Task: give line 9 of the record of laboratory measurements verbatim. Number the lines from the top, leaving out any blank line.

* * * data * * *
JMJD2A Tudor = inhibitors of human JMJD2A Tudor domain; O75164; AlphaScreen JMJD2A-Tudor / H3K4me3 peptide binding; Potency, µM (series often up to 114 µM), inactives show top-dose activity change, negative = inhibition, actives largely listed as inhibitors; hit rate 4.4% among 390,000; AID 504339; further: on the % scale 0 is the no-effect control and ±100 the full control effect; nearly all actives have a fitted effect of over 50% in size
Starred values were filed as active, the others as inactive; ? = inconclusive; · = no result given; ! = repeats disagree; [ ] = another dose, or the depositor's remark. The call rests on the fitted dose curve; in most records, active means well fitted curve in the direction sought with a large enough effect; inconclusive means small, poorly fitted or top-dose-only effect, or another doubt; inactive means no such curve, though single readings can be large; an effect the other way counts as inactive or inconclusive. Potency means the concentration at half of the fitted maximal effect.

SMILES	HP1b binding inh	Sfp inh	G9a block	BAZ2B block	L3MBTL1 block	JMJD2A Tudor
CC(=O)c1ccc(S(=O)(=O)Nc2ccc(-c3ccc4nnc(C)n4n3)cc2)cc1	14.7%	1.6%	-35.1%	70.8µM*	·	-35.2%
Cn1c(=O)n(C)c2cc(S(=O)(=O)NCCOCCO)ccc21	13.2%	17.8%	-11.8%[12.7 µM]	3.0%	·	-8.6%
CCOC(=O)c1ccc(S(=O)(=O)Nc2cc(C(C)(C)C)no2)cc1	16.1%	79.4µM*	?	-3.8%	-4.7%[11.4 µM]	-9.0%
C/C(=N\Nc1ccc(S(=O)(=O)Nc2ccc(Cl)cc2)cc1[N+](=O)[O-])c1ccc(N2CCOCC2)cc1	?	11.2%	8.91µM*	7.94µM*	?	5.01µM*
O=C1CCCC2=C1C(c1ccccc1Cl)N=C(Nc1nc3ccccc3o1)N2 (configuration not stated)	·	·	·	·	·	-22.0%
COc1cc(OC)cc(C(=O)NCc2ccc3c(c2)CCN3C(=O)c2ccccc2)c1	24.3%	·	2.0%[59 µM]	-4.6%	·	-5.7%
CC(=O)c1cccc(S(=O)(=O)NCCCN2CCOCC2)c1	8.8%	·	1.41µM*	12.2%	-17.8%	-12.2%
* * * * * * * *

COc1cc(OC)cc(C(=O)NCc2ccc3c(c2)CCN3C(=O)c2ccccc2)c1	24.3%	·	2.0%[59 µM]	-4.6%	·	-5.7%